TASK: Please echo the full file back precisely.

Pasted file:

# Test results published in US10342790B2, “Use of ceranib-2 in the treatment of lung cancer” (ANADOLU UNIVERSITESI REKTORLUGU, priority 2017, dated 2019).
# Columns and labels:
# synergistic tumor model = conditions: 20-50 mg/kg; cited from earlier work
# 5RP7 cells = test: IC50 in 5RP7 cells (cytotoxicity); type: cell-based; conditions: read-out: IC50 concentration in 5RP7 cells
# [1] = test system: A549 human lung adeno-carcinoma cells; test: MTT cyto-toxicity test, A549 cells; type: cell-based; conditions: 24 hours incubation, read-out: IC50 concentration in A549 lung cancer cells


# Test results published in US10342790B2, “Use of ceranib-2 in the treatment of lung cancer” (ANADOLU UNIVERSITESI REKTORLUGU, priority 2017, dated 2019).
# Columns and labels:
# synergistic tumor model = conditions: 20-50 mg/kg; cited from earlier work
# 5RP7 cells = test: IC50 in 5RP7 cells (cytotoxicity); type: cell-based; conditions: read-out: IC50 concentration in 5RP7 cells
# [1] = test system: A549 human lung adeno-carcinoma cells; test: MTT cyto-toxicity test, A549 cells; type: cell-based; conditions: 24 hours incubation, read-out: IC50 concentration in A549 lung cancer cells